FPSO newcomer evolves Producer concept to limit fabrication errors

The North Sea Producer, recently converted by SLP and Maersk for service on Conoco's MacCulloch Field. [13,101 bytes] Floating production design specialist Armstrong Technology was established in late 1994 by the former Swan Hunter design team. Since then, the company has brought in estimating and production planning experts to round out its skills base.

Floating production design specialist Armstrong Technology was established in late 1994 by the former Swan Hunter design team. Since then, the company has brought in estimating and production planning experts to round out its skills base.

Technical director, Graeme Mackie explains that the company's key strength lies in its ability to develop design concepts through to production drawings and in assisting companies to bid for floating production, storage, and offloading (FPSO) system conversions. Around 70% of its work is in the offshore market, with 25% in defense and the remaining 5 % made up of miscellaneous work such as quality accreditation.

The company's first major FPSO contract was awarded in December 1995 for the marine design conversion of the Dagmar Maersk, now installed as the North Sea Producer on Conoco's MacCulloch Field. This was followed in January 1996 with a contract from ABB in Leiden, Holland for the marine systems design for Bluewater's Glas Dowr, which involved working with Heerema Hartlepool and Belfast shipyard Harland & Wolff.

The following June, Armstrong Technology won the total marine design conversion work for the Curlew FPSO from Maersk. This was completed a few months ago and the vessel is currently undergoing conversion at Amec's yard on the Tyne.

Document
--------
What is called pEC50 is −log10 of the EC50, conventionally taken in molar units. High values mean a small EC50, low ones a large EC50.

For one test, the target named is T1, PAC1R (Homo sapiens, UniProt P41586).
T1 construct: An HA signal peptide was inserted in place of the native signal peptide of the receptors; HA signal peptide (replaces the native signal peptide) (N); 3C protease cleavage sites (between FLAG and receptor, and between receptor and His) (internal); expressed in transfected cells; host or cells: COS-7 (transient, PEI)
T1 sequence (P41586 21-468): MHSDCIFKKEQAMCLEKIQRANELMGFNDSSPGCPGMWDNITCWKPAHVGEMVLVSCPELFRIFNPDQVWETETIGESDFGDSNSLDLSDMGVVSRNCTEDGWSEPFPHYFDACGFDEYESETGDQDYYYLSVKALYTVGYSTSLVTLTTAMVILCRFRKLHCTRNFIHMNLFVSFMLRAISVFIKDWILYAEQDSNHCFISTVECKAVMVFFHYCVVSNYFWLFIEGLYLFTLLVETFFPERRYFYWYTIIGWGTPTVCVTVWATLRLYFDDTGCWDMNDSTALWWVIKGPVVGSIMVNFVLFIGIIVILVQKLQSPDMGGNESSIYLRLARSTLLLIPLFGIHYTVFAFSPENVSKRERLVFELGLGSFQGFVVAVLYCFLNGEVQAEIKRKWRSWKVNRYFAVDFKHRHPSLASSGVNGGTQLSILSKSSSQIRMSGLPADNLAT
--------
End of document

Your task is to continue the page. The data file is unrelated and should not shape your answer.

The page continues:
While much of its early FPSO design work came from European contractors, Armstrong Technology has now broadened its net to bid for work in Australasia and South East Asia, such as supporting bids for Apache Oil's Stag Field in the Timor Sea.

"We have gained a lot of experience in conversions but we have seen drawbacks in this type of work due to the risks involved for the contractors," says Mackie. "It's very difficult to do thorough surveys of suitable vessels before they are purchased, so there is often much more work involved than originally envisaged."

As a result, Armstrong Technology saw a gap in the market for economically produced FPSOs and has subsequently developed its "Producer" series of newbuild vessels. The design has been specifically developed to facilitate construction on fast track projects with minimum design interfaces. "If there are too many companies involved in the process, this is where problems mainly occur," explains Mackie.

Newbuilds vs conversions

In a technical paper given at the Floating Production Systems Conference in Singapore in February this year, Armstrong Technology set out some of the factors that should be taken into account by alliance partners when deciding whether to go for newbuild or converted FPSO units.